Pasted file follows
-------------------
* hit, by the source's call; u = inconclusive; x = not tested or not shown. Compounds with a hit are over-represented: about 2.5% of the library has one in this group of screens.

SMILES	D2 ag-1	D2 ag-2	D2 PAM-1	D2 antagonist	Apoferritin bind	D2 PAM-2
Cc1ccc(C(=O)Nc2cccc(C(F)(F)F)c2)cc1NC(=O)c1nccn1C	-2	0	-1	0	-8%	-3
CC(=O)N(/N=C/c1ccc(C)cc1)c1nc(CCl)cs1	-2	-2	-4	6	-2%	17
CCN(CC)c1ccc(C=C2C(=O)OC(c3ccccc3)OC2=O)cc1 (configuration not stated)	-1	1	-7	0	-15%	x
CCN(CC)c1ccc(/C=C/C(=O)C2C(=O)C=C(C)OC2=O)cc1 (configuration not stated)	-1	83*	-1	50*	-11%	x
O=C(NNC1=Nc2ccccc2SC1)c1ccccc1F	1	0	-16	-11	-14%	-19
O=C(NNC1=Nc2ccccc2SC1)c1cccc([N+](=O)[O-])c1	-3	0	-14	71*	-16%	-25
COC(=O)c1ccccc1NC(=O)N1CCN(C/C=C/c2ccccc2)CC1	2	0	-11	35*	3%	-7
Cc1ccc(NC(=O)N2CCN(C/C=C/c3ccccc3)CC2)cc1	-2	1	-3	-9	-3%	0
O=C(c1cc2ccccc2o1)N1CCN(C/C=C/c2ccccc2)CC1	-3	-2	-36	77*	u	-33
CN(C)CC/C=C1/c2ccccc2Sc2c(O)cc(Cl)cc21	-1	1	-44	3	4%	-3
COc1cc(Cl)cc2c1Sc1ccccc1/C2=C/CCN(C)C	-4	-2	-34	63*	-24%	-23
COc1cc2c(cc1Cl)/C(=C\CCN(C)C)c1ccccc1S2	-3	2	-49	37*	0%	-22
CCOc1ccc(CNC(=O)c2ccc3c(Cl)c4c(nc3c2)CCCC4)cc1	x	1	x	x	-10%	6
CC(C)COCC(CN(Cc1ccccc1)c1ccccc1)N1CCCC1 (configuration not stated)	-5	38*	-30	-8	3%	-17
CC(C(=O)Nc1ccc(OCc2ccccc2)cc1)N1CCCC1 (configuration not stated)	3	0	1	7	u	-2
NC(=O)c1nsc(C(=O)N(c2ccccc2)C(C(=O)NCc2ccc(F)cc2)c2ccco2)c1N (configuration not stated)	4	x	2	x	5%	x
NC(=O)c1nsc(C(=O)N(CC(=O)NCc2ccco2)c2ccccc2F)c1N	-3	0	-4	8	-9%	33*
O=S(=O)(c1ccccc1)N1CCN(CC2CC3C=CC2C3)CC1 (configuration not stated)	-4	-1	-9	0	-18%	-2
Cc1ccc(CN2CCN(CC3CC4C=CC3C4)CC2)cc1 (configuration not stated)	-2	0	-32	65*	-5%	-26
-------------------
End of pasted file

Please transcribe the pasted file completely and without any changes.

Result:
* hit, by the source's call; u = inconclusive; x = not tested or not shown. Compounds with a hit are over-represented: about 2.5% of the library has one in this group of screens.

SMILES	D2 ag-1	D2 ag-2	D2 PAM-1	D2 antagonist	Apoferritin bind	D2 PAM-2
Cc1ccc(C(=O)Nc2cccc(C(F)(F)F)c2)cc1NC(=O)c1nccn1C	-2	0	-1	0	-8%	-3
CC(=O)N(/N=C/c1ccc(C)cc1)c1nc(CCl)cs1	-2	-2	-4	6	-2%	17
CCN(CC)c1ccc(C=C2C(=O)OC(c3ccccc3)OC2=O)cc1 (configuration not stated)	-1	1	-7	0	-15%	x
CCN(CC)c1ccc(/C=C/C(=O)C2C(=O)C=C(C)OC2=O)cc1 (configuration not stated)	-1	83*	-1	50*	-11%	x
O=C(NNC1=Nc2ccccc2SC1)c1ccccc1F	1	0	-16	-11	-14%	-19
O=C(NNC1=Nc2ccccc2SC1)c1cccc([N+](=O)[O-])c1	-3	0	-14	71*	-16%	-25
COC(=O)c1ccccc1NC(=O)N1CCN(C/C=C/c2ccccc2)CC1	2	0	-11	35*	3%	-7
Cc1ccc(NC(=O)N2CCN(C/C=C/c3ccccc3)CC2)cc1	-2	1	-3	-9	-3%	0
O=C(c1cc2ccccc2o1)N1CCN(C/C=C/c2ccccc2)CC1	-3	-2	-36	77*	u	-33
CN(C)CC/C=C1/c2ccccc2Sc2c(O)cc(Cl)cc21	-1	1	-44	3	4%	-3
COc1cc(Cl)cc2c1Sc1ccccc1/C2=C/CCN(C)C	-4	-2	-34	63*	-24%	-23
COc1cc2c(cc1Cl)/C(=C\CCN(C)C)c1ccccc1S2	-3	2	-49	37*	0%	-22
CCOc1ccc(CNC(=O)c2ccc3c(Cl)c4c(nc3c2)CCCC4)cc1	x	1	x	x	-10%	6
CC(C)COCC(CN(Cc1ccccc1)c1ccccc1)N1CCCC1 (configuration not stated)	-5	38*	-30	-8	3%	-17
CC(C(=O)Nc1ccc(OCc2ccccc2)cc1)N1CCCC1 (configuration not stated)	3	0	1	7	u	-2
NC(=O)c1nsc(C(=O)N(c2ccccc2)C(C(=O)NCc2ccc(F)cc2)c2ccco2)c1N (configuration not stated)	4	x	2	x	5%	x
NC(=O)c1nsc(C(=O)N(CC(=O)NCc2ccco2)c2ccccc2F)c1N	-3	0	-4	8	-9%	33*
O=S(=O)(c1ccccc1)N1CCN(CC2CC3C=CC2C3)CC1 (configuration not stated)	-4	-1	-9	0	-18%	-2
Cc1ccc(CN2CCN(CC3CC4C=CC3C4)CC2)cc1 (configuration not stated)	-2	0	-32	65*	-5%	-26